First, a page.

Friday nights at the skating rink, every Friday in Jr. High. It’s what we did – beg, borrow, or steal 5 bucks and a ride, and that would cover a coke and the skate rental. Friday nights were High School Football – so it was just us kids.
He was tall and lean. He wore his hair slicked with cream – and I thought it looked very classy. My father wore his hair that way in a picture I had from when I was a baby. Watching him skate was watching magic. He had a masculine, powerful grace – a gentleness and a patience. I could watch him skate for hours. I thought he was beautiful. I also thought I didn’t deserve his attention.
It was the day after my birthday, 1979 – a friday at the skating ring. The last skate of the night was a always couple skate and I was usually there alone, so I sat down to start taking off my skates. He skated up and put out his hand – Such a beautiful gentleman – and asked me to skate. My voice fell into my feet – and I tried to nod while I took his hand and let him pull me to him. He skated backwards, and I awkwardly hung on, letting him lead – I figured it was like dancing or riding passenger on a motorcycle – my job was to be the least amount of drag and flow with the leader. And we did flow – around and around the rink….in the dark – the colored lights and disco ball on the ceiling swirling around. And the song was “Reminiscing” by The Little River Band. While his eyes were usually looking over his shoulder, weaving us through the other skaters, his hands were gentle and easy on my hips, his fingertips telling me which way we were going next. The song ended, and we were at the far back of the rink. He slowed us to a stop, and let my momentum carry me into him gently. He gently brushed my lips with his and I felt his metal braces catch on my chapped lip. It was magic.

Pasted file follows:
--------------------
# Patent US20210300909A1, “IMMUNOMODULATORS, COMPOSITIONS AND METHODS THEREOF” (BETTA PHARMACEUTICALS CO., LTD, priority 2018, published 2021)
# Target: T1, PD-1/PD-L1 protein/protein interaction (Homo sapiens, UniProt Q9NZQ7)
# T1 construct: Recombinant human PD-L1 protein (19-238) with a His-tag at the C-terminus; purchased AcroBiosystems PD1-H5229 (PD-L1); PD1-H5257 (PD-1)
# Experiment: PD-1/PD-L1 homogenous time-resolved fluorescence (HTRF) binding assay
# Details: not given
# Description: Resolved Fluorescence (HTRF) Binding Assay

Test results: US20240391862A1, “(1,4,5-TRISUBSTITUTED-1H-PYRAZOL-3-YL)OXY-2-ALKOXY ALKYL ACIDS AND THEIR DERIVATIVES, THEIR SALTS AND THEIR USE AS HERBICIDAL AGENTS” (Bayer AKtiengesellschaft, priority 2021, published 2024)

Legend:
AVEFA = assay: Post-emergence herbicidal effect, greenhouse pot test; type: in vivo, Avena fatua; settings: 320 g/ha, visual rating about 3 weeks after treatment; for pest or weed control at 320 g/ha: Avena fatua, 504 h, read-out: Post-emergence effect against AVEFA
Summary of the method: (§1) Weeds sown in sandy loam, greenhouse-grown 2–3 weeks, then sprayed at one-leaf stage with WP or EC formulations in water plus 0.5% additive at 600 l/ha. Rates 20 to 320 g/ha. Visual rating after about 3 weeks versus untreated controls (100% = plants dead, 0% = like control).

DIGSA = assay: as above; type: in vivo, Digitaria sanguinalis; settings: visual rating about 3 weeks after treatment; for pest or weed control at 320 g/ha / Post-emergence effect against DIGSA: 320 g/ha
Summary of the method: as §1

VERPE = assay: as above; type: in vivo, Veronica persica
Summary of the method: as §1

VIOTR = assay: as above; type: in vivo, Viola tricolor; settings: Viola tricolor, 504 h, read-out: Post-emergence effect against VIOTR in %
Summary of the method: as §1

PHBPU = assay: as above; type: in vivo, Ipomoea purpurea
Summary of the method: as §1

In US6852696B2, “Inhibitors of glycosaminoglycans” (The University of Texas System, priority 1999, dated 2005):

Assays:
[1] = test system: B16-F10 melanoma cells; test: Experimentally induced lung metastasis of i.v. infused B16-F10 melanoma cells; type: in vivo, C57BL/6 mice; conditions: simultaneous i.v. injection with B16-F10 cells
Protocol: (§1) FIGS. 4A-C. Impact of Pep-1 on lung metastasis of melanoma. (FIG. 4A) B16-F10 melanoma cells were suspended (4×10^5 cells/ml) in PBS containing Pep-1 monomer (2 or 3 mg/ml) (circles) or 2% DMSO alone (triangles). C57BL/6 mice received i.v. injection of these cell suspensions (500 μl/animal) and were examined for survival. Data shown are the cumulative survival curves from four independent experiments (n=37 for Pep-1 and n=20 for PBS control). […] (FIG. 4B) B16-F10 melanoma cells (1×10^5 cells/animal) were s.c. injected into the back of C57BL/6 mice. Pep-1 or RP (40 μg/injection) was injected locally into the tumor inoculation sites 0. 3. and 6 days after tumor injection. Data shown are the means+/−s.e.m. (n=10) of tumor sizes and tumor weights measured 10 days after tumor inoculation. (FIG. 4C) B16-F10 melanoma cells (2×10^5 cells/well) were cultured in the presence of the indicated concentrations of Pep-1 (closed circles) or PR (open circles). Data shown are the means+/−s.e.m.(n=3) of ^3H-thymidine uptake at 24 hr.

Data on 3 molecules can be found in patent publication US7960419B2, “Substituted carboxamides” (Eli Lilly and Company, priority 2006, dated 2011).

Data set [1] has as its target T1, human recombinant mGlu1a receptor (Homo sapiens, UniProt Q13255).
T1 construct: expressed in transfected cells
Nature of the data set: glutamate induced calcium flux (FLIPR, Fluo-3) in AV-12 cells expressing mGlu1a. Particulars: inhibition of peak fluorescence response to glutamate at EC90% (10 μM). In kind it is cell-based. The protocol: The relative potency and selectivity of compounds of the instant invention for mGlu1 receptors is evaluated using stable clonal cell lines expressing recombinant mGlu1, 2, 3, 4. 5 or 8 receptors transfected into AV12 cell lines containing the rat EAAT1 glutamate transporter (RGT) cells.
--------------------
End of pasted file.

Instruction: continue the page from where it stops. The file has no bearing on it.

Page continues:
And I did what I’ve always done in that situation – I turned around and ran away.
This is one of those memories I have that I don’t play what if – I don’t rewrite – I don’t second guess. I had forgotten about it – with a lot of other things – for a while. But I remember now. I’m remembering more and more every day.